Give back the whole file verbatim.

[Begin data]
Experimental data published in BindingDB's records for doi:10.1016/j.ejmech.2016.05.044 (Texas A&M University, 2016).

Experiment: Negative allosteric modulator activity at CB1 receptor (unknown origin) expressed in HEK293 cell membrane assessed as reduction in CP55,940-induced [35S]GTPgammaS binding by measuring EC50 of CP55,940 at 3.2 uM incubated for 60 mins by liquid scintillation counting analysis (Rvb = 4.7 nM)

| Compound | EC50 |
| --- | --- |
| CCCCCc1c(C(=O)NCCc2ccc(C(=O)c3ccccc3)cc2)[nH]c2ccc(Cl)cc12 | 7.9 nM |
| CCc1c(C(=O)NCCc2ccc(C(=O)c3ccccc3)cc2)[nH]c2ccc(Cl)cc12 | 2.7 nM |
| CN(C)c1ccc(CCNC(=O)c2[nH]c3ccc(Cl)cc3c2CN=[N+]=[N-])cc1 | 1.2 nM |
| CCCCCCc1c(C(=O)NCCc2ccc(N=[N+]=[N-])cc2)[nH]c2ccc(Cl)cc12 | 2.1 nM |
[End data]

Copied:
Experimental data published in BindingDB's records for doi:10.1016/j.ejmech.2016.05.044 (Texas A&M University, 2016).

Experiment: Negative allosteric modulator activity at CB1 receptor (unknown origin) expressed in HEK293 cell membrane assessed as reduction in CP55,940-induced [35S]GTPgammaS binding by measuring EC50 of CP55,940 at 3.2 uM incubated for 60 mins by liquid scintillation counting analysis (Rvb = 4.7 nM)

| Compound | EC50 |
| --- | --- |
| CCCCCc1c(C(=O)NCCc2ccc(C(=O)c3ccccc3)cc2)[nH]c2ccc(Cl)cc12 | 7.9 nM |
| CCc1c(C(=O)NCCc2ccc(C(=O)c3ccccc3)cc2)[nH]c2ccc(Cl)cc12 | 2.7 nM |
| CN(C)c1ccc(CCNC(=O)c2[nH]c3ccc(Cl)cc3c2CN=[N+]=[N-])cc1 | 1.2 nM |
| CCCCCCc1c(C(=O)NCCc2ccc(N=[N+]=[N-])cc2)[nH]c2ccc(Cl)cc12 | 2.1 nM |